Talk 17 - Caesnan Leditto (Monash University): Topological Signal Processing on Quantum Computers for Higher-Order Network Analysis

Deciphering the intricate dynamics of complex systems is a formidable task. Recent advancements in modeling such systems involve higher-order networks (HON), particularly simplicial complexes. These networks capture multiway interactions among nodes, offering a more nuanced representation. Simplicial complexes, notable for their topological structures and links to Hodge theory, have gained attention in this context. Our work introduces a novel quantum algorithm designed for topological signal processing (TSP) filtering processes, which employs a Hodge Laplacian for analyzing and manipulating data on HON. In this proof-of-concept, our quantum algorithm outperforms classical counterparts, exhibiting a super-polynomial improvement, hence unlocking potential applications of quantum computers for investigating high-dimensional complex systems in various fields.

Talk 18 - Kelvin Li (Deakin University): Quantum Fourier Transform: Implications and Applications for Post-Quantum Cryptography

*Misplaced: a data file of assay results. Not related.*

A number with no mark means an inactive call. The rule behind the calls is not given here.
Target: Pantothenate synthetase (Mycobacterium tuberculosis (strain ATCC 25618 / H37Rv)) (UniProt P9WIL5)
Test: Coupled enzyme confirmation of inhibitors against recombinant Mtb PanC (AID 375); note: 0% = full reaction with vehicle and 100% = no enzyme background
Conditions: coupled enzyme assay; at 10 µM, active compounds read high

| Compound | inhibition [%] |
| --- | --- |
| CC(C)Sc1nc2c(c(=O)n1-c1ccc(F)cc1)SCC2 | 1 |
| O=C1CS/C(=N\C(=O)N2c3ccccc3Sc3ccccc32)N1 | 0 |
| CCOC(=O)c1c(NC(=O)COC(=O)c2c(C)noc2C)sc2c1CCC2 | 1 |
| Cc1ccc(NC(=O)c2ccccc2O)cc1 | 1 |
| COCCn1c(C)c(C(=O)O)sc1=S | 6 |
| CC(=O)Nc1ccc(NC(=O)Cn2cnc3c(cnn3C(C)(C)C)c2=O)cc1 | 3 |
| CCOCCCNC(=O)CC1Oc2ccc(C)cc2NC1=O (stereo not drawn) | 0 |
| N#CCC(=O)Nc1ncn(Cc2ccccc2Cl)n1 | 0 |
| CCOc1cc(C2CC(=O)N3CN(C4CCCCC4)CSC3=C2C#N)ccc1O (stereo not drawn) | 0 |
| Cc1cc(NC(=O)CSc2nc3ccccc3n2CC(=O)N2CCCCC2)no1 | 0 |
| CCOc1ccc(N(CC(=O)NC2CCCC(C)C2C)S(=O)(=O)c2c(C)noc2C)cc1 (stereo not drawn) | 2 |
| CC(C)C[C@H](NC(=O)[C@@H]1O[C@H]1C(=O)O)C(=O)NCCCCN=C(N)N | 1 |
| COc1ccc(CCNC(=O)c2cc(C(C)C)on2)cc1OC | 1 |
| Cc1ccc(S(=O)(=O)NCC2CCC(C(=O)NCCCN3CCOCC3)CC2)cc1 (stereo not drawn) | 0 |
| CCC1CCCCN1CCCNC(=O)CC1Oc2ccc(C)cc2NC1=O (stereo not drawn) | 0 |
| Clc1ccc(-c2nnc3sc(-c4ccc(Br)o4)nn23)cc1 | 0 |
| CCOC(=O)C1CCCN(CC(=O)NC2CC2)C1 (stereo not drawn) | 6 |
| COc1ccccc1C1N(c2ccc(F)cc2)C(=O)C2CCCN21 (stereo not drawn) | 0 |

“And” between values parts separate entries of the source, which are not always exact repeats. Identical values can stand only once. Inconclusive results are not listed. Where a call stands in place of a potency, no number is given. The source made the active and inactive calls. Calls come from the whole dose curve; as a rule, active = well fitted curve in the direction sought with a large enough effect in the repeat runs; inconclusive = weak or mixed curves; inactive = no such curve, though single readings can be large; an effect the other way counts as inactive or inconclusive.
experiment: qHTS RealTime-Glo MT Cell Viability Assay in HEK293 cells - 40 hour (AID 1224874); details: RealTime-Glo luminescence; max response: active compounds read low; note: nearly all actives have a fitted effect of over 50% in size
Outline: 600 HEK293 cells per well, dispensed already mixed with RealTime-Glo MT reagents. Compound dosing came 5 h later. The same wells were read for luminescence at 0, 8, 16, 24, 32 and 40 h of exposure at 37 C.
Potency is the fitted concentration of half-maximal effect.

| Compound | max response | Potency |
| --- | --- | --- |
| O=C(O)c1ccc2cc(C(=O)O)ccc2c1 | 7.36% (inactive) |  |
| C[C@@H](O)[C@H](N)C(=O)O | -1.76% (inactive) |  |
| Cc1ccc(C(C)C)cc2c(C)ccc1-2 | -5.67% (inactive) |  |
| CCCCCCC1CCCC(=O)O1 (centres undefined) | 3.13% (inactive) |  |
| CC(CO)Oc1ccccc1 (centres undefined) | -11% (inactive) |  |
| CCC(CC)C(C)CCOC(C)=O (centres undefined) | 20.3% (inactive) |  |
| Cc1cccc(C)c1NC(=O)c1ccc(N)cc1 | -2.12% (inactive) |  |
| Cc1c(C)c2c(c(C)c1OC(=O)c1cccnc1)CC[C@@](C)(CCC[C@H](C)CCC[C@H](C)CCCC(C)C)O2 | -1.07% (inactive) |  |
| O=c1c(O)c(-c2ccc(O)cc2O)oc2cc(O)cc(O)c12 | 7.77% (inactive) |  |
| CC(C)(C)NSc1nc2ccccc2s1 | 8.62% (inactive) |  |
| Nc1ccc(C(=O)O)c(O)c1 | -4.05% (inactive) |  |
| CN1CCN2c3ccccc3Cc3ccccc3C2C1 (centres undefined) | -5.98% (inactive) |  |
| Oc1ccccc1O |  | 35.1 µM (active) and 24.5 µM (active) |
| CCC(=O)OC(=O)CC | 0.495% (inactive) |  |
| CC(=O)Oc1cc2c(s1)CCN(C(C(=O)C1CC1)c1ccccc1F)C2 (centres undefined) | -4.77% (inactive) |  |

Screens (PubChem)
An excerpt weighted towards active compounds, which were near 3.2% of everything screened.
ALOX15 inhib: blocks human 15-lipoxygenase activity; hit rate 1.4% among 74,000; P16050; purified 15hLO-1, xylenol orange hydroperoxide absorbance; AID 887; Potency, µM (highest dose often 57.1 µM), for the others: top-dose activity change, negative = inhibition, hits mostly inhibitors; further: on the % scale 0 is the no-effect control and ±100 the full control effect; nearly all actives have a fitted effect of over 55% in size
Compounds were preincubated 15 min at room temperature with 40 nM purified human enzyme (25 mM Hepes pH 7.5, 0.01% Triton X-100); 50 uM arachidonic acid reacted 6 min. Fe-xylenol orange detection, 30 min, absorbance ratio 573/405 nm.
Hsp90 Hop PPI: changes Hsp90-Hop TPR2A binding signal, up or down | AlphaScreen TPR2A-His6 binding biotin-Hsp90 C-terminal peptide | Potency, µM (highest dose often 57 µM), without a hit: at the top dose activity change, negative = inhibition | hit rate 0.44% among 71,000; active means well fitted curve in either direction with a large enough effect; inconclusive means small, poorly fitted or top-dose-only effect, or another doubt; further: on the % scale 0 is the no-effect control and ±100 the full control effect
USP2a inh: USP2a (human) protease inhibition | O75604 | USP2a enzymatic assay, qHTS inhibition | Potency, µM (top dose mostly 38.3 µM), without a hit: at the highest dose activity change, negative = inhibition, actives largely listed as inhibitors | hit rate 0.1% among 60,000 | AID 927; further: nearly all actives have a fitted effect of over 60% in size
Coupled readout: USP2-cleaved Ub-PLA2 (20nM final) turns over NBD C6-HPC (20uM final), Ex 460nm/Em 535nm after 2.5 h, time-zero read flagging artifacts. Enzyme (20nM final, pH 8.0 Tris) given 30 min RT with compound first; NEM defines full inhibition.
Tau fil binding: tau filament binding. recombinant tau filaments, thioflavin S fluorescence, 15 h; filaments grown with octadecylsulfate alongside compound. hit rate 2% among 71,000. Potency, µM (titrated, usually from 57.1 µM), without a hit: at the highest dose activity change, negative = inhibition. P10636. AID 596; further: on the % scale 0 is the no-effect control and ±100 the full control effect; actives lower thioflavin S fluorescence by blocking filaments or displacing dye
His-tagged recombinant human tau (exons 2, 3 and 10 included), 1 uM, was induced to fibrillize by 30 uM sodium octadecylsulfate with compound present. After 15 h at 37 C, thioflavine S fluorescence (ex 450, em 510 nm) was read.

The Quantum Fourier Transform (QFT) is a crucial component of many known quantum algorithms, most notably Shor's algorithm for factoring. Shor's algorithm demonstrates exponential speedup compared to classical factoring algorithms. Its construction motivated the exploration of a new research area known as post-quantum cryptography (PQC), with the goal of developing cryptographic schemes resilient to quantum attacks. Despite the impact of quantum computing, PQC research also leverages QFT to establish hardness proofs, such as the hybrid reductions (combining classical and quantum approaches) for proving the difficulty of the learning with errors (LWE) problem. In this brief presentation, I will outline the role of QFT in Shor's factoring algorithm. Additionally, I will provide a high-level description of how QFT contributes to achieving LWE reductions from lattice problems. I will discuss the efforts and challenges involved in basing LWE reductions on weaker classical computing assumptions without utilising any quantum techniques.


Read the workshop proposal. The organizing committee wrote a comprehensive proposal for the workshop in 2024, but also with a long-term vision to establish regular events to bring the Melbourne Quantum Community (also beyond theoretical quantum information) together. Please reach out to us if you have any questions.

Organizing Committee:

Advisory Committee:

This event was made possible by the generous support of the participating institutions through various individual grants. The total event cost is around 10,000 AUD and we are extremely grateful for the following support:

supported by: